WASHINGTON - The Supreme Court term that begins today will almost certainly pale in comparison with the tumultuous events of last year, when the justices decided a presidential election for the first time in the nation's history.
But even without a case as monumental as Bush v. Gore, the next nine months in the life of the court could have a profound impact on many aspects of American politics, business and culture.
The justices have agreed to take on some of society's most difficult and divisive issues, including school vouchers, affirmative action, the death penalty and the regulation of pornography.
They will also decide many cases that, though less explosive, could have an effect on such everyday concerns as the price of a phone call and the rates for high-speed Internet service.
The term will also pose important questions about the Supreme Court as an institution.
After a year in which the justices risked their credibility to resolve the electoral dispute and decided a higher percentage of cases by a 5-4 margin than in any year in recent memory, court observers are waiting to see what, if any, fallout there will be.
Many observers had thought the justices would shy away from accepting cases that might deepen the rift between the conservative and liberal wings of the court. But for the most part, that has not happened, leading some to conclude that the justices are making a determined effort to put the last term behind them.
"I think they're almost consciously seeking to go about their business since Bush v. Gore," said Jesse Choper, a law professor at the University of California at Berkeley.
If Bush v. Gore does have lingering effects, some say, they might surface not in the types of cases the court decides to hear, but in the way it decides those cases it accepts. Instead of issuing broad rulings that "call the contending sides of a national controversy to end their national division" - as the court said in a 1992 abortion ruling - it might opt for narrow decisions that leave the hardest questions for another day.
"I think the aftermath of Bush v. Gore is likely to be a term in which the court doesn't make any landmark decisions," says Neal Devins, a law professor at the College of William & Mary. "There will probably be more incremental decisions this year."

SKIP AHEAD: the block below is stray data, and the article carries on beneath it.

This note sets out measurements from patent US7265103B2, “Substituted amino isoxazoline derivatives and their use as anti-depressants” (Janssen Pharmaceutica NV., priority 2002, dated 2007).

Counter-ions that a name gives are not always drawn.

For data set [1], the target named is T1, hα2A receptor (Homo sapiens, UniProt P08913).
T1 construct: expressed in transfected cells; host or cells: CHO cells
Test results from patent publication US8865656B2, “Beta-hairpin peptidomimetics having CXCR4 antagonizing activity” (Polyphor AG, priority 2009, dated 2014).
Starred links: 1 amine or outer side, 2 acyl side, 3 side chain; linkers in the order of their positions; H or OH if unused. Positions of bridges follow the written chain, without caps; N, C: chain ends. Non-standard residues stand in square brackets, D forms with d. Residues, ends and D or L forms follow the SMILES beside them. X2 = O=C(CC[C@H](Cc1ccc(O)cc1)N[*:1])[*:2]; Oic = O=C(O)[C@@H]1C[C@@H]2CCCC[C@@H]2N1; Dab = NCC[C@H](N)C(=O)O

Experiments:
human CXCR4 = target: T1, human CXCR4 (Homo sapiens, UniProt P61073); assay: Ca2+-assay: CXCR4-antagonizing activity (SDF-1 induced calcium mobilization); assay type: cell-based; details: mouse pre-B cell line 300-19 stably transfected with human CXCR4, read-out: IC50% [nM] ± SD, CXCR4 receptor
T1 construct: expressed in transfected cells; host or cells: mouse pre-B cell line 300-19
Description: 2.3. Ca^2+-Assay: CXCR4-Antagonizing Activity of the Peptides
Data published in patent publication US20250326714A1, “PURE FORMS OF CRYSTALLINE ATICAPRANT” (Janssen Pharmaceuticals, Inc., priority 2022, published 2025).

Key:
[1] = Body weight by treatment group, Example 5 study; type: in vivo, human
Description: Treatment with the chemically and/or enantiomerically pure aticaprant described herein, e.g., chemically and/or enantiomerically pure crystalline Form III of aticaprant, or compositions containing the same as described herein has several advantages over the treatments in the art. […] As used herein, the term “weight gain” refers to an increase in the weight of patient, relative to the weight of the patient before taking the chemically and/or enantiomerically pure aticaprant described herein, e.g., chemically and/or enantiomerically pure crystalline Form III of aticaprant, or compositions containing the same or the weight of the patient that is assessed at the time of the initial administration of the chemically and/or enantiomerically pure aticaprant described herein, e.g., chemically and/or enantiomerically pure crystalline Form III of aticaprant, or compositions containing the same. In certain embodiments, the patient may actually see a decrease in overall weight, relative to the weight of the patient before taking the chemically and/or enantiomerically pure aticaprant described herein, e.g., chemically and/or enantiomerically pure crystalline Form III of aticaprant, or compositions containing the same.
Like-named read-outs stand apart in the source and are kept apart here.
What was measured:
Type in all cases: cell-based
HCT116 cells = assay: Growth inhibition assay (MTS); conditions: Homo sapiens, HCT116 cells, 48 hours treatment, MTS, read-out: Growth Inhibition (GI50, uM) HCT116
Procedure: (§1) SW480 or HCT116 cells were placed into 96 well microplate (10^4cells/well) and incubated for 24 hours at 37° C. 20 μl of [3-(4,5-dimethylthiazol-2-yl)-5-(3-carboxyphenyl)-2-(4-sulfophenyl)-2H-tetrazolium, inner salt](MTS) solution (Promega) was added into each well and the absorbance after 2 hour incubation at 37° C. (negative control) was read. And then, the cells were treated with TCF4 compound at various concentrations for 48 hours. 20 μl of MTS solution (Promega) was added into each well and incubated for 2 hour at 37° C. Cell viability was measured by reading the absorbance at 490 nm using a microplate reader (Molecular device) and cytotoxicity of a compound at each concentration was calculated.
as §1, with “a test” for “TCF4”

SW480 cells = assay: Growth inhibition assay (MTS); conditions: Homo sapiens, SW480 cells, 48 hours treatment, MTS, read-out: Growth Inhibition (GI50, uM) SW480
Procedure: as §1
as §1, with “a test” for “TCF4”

The justices have placed 50 cases on their docket for the 2001-2002 term; they will probably add two dozen or three dozen during the coming months.
In what might be the highest-profile case of the term, the court has agreed to rule on the constitutionality of a school voucher program in Ohio that uses public funds to pay the tuition of thousands of children enrolled in religious schools.
This will be the first time the court has directly addressed whether such programs violate the First Amendment's prohibition on government-sponsored religion, and its decision could have implications for President Bush's proposal to funnel federal charity efforts through religious organizations.
In a second closely watched case, the court will re-enter the debate over affirmative action, addressing whether a federal program that gives preferences to racial minorities in highway construction contracts violates the equal protection clause of the 14th Amendment.
The case has been to the Supreme Court twice on preliminary legal questions, and each time the justices have sided with those challenging the program. But the justices have never addressed the core issue in the case, which is whether the program is constitutional. And unless they find a way around the issue this time, their ruling could resolve important questions about how far the government can go in redressing past discrimination.
The court also will return to another contentious issue - the execution of the mentally retarded. Twelve years ago, the court ruled 5-4 that executing mentally disabled murderers does not violate the Eighth Amendment's ban on cruel and unusual punishment.
But since then, 16 states have barred capital punishment for the mentally disabled, bringing to 30 the number of states that do not carry out such executions. As a result, the court has agreed to decide whether the Eighth Amendment, which is based on society's evolving standards of decency, now prohibits the practice.
Another issue making a return trip to the court is the regulation of pornography. The justices have accepted several cases that present important questions about how much protection the First Amendment provides for indecent speech. Two are likely to draw substantial attention.
The first involves a federal law that makes it illegal to post objectionable material on the World Wide Web without taking steps to prevent its access by minors. The justices struck down a similar law in 1997 on the grounds that it made pornography too difficult for adults to access.